403 Forbidden

The HTTP 403 status code means a client doesn’t have access to a requested resource or action.

For example, if you have been assigned a read-only “Visitor” role in the web app, trying to change a password would trigger the 403 Forbidden response from the server.

The difference from 401 Unauthorized is that re-authenticating won’t make any difference in this case. Perhaps the better name for these status codes would have been the 401 Unauthenticated and 403 Unauthorized.

File permissions

Quite often, web servers like Nginx and Apache will return 403 Forbidden when trying to access files and directories (folders) with insufficient permissions. On Unix-based systems, the default permissions for files are 644 (drwxr-xr-x) and 755 for directories (-rw-r--r--).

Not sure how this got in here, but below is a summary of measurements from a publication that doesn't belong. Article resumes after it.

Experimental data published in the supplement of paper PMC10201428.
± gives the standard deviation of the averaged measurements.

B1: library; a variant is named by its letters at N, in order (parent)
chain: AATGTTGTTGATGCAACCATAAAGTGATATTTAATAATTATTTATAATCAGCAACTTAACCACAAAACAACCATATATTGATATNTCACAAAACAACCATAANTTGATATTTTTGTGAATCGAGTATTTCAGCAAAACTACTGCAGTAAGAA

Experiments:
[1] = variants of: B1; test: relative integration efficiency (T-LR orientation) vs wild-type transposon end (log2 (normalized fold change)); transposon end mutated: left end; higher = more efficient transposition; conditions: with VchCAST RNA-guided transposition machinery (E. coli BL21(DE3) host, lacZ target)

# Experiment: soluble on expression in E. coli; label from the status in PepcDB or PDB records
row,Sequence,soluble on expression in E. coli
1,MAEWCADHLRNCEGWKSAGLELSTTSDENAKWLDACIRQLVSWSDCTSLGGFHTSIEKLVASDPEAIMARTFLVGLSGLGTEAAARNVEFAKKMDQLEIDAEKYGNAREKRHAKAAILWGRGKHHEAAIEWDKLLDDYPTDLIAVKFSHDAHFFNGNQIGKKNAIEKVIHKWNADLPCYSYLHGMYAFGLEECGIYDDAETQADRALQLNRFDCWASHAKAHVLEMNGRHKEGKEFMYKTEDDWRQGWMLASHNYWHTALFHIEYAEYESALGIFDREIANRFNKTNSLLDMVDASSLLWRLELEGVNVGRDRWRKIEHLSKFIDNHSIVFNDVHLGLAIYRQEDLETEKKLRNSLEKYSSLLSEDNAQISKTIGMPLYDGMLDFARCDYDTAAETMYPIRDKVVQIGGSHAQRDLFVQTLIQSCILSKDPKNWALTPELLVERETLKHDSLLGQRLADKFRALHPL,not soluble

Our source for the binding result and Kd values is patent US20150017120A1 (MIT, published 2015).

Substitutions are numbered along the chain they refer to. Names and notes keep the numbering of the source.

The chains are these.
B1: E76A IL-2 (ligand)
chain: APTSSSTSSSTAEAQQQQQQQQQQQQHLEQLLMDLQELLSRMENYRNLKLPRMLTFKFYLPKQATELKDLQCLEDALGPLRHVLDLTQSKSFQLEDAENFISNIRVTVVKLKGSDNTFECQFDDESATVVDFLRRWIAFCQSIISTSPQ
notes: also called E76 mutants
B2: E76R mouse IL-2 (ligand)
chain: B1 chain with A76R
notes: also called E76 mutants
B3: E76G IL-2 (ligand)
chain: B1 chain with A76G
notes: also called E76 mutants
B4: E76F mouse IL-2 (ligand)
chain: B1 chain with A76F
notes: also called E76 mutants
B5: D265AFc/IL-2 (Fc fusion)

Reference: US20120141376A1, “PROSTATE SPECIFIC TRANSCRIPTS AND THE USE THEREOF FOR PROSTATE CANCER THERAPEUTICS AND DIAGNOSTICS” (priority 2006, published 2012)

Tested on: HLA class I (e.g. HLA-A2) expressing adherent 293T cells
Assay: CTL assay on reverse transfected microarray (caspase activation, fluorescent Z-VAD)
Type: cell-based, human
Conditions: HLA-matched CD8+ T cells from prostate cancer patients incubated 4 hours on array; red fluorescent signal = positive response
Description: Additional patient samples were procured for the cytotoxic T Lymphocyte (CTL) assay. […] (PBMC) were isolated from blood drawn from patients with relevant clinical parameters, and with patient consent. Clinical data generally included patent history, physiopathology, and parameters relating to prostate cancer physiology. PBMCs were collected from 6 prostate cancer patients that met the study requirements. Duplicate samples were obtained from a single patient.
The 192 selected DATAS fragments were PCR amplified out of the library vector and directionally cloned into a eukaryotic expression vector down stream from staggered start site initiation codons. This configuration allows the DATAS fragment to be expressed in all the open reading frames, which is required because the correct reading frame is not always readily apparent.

You can try recursively setting permissions to the default values (replace full/path/to/dir with a full path that contains the files you want to serve):

find /full/path/to/dir -type d -exec chmod 755 {} \;
find /full/path/to/dir -type f -exec chmod 644 {} \;

To check the permissions for a particular file or directory in Linux:

stat -c '%a %n' meme.jpg